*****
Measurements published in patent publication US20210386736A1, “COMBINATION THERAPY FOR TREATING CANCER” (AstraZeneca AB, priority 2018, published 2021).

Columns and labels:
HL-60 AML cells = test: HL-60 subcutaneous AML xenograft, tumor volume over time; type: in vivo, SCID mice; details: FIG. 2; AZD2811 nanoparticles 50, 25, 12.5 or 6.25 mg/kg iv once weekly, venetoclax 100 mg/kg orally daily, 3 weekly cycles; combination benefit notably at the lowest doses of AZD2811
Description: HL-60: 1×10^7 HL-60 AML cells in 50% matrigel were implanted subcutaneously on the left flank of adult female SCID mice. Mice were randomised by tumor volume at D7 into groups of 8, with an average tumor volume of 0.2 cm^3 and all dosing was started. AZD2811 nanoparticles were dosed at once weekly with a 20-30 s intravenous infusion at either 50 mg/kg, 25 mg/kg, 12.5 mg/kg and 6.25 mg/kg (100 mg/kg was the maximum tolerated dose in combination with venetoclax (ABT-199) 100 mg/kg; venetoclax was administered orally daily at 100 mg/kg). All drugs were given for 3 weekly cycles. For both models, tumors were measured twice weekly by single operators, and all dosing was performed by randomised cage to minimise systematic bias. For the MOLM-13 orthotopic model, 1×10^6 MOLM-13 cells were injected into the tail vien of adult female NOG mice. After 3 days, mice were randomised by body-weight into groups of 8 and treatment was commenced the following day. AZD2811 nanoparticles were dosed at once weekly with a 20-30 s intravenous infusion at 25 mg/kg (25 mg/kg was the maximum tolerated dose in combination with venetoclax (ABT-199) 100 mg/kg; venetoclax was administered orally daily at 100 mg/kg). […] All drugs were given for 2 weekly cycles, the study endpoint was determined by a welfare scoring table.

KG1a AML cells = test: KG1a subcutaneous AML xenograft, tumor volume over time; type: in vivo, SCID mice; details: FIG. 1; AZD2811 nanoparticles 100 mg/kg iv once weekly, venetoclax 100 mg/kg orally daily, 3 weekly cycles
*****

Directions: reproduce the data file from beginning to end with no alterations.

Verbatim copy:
Measurements published in patent publication US20210386736A1, “COMBINATION THERAPY FOR TREATING CANCER” (AstraZeneca AB, priority 2018, published 2021).

Columns and labels:
HL-60 AML cells = test: HL-60 subcutaneous AML xenograft, tumor volume over time; type: in vivo, SCID mice; details: FIG. 2; AZD2811 nanoparticles 50, 25, 12.5 or 6.25 mg/kg iv once weekly, venetoclax 100 mg/kg orally daily, 3 weekly cycles; combination benefit notably at the lowest doses of AZD2811
Description: HL-60: 1×10^7 HL-60 AML cells in 50% matrigel were implanted subcutaneously on the left flank of adult female SCID mice. Mice were randomised by tumor volume at D7 into groups of 8, with an average tumor volume of 0.2 cm^3 and all dosing was started. AZD2811 nanoparticles were dosed at once weekly with a 20-30 s intravenous infusion at either 50 mg/kg, 25 mg/kg, 12.5 mg/kg and 6.25 mg/kg (100 mg/kg was the maximum tolerated dose in combination with venetoclax (ABT-199) 100 mg/kg; venetoclax was administered orally daily at 100 mg/kg). All drugs were given for 3 weekly cycles. For both models, tumors were measured twice weekly by single operators, and all dosing was performed by randomised cage to minimise systematic bias. For the MOLM-13 orthotopic model, 1×10^6 MOLM-13 cells were injected into the tail vien of adult female NOG mice. After 3 days, mice were randomised by body-weight into groups of 8 and treatment was commenced the following day. AZD2811 nanoparticles were dosed at once weekly with a 20-30 s intravenous infusion at 25 mg/kg (25 mg/kg was the maximum tolerated dose in combination with venetoclax (ABT-199) 100 mg/kg; venetoclax was administered orally daily at 100 mg/kg). […] All drugs were given for 2 weekly cycles, the study endpoint was determined by a welfare scoring table.

KG1a AML cells = test: KG1a subcutaneous AML xenograft, tumor volume over time; type: in vivo, SCID mice; details: FIG. 1; AZD2811 nanoparticles 100 mg/kg iv once weekly, venetoclax 100 mg/kg orally daily, 3 weekly cycles